This is almost certainly not the IO scheduler's problem. IO scheduling priorities are orthogonal to CPU scheduling priorities.
What you are likely running into is the dirty_ratio limits. In Linux, there is a memory threshold for "dirty memory" (memory that is destined to be written out to disk), that once crossed, will cause symptoms like you've described. The dirty_ratio values can be tuned via
When the threshold is crossed, in an attempt to "slow down the dirtiers", the Linux kernel will penalized (in rate-limited fashion) any and every task on the system that tries to allocate a page. This allocation may be in response to userland needing a new page, but it can also occur if the kernel is allocating memory for internal data structures in response to a system call the process did. When this happens, the kernel will force that allocating thread (again, rate-limited) to take part in the flushing process, under the (misguided) assumption that whoever is allocating a lot of memory is the same thread that is dirtying a lot of memory.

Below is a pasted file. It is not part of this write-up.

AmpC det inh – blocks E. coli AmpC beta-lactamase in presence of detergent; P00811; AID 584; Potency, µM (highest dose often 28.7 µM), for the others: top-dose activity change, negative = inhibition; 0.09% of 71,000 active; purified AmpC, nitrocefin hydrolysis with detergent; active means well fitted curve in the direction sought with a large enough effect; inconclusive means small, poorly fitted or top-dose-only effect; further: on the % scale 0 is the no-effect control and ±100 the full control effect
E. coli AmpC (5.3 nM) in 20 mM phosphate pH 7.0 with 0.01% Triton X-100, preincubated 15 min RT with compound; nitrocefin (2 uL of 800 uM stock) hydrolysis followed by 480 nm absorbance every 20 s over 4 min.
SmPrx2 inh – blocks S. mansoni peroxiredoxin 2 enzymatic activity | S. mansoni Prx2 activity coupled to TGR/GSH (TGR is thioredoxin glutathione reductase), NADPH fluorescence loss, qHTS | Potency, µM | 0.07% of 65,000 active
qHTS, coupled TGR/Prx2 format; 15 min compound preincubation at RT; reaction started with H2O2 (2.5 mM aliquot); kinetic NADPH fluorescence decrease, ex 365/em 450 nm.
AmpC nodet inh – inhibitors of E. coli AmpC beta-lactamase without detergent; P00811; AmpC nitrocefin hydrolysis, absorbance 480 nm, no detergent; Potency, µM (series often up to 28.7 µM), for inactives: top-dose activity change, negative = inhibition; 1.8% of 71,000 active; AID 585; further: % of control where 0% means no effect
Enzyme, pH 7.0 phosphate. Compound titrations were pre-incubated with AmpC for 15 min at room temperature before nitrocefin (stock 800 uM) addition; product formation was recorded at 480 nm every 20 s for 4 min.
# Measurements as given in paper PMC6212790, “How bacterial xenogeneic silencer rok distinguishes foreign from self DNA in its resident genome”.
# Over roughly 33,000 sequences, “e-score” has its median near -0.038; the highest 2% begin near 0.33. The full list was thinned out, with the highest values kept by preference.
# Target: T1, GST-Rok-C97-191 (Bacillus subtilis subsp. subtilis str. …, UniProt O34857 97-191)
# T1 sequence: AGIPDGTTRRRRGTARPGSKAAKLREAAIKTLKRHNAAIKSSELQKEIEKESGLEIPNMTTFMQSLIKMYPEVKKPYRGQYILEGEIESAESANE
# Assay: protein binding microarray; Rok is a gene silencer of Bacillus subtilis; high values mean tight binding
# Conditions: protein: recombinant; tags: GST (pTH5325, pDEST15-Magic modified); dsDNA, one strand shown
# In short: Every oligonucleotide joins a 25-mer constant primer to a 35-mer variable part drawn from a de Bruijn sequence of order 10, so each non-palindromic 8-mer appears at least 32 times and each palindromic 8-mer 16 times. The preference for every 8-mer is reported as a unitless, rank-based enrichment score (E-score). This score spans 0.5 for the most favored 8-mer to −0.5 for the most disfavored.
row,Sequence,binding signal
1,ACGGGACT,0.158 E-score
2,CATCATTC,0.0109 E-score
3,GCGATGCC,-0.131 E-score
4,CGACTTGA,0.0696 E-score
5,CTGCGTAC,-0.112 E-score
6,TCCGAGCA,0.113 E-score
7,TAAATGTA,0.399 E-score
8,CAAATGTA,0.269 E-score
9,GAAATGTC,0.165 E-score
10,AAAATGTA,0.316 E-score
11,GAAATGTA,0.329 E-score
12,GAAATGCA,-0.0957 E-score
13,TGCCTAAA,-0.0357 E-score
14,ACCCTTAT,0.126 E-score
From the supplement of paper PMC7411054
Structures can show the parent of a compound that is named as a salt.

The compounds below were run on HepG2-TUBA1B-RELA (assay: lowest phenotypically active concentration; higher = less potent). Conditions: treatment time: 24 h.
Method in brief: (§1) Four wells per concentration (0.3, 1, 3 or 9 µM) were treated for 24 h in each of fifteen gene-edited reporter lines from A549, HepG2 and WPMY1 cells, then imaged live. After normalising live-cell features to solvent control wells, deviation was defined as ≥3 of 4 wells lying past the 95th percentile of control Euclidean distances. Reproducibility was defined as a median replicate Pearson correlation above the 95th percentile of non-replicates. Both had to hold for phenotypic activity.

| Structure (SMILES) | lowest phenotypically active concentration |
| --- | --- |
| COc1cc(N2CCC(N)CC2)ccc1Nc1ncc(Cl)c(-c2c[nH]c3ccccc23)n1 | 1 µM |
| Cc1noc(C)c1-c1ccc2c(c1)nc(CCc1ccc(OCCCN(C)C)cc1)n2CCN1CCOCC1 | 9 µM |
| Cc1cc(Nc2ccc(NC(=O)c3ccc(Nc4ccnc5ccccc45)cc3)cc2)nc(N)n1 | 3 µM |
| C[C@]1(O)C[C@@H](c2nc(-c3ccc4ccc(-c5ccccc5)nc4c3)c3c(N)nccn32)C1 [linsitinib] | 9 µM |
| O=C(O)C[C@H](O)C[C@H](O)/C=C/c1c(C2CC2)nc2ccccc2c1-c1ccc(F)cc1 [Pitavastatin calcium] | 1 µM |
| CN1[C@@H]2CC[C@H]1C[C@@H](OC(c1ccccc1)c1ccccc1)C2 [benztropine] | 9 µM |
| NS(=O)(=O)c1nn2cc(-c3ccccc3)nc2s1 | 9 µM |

There are a couple ways to work around this problem (which is very typical when copying large amounts of data). For one, the copying process can be fixed to rate limit itself, and to synchronously flush data at some reasonable interval. Another way that a system administrator can manage this sort of task (if automated of course) is to use Linux's support for memory controllers which essentially isolates the memory subsystem performance between tasks. Unfortunately, it's support is still incomplete and I don't know of any popular distributions that automate this cgroup subsystem's use.
Either way, it is very unlikely to be the IO scheduler.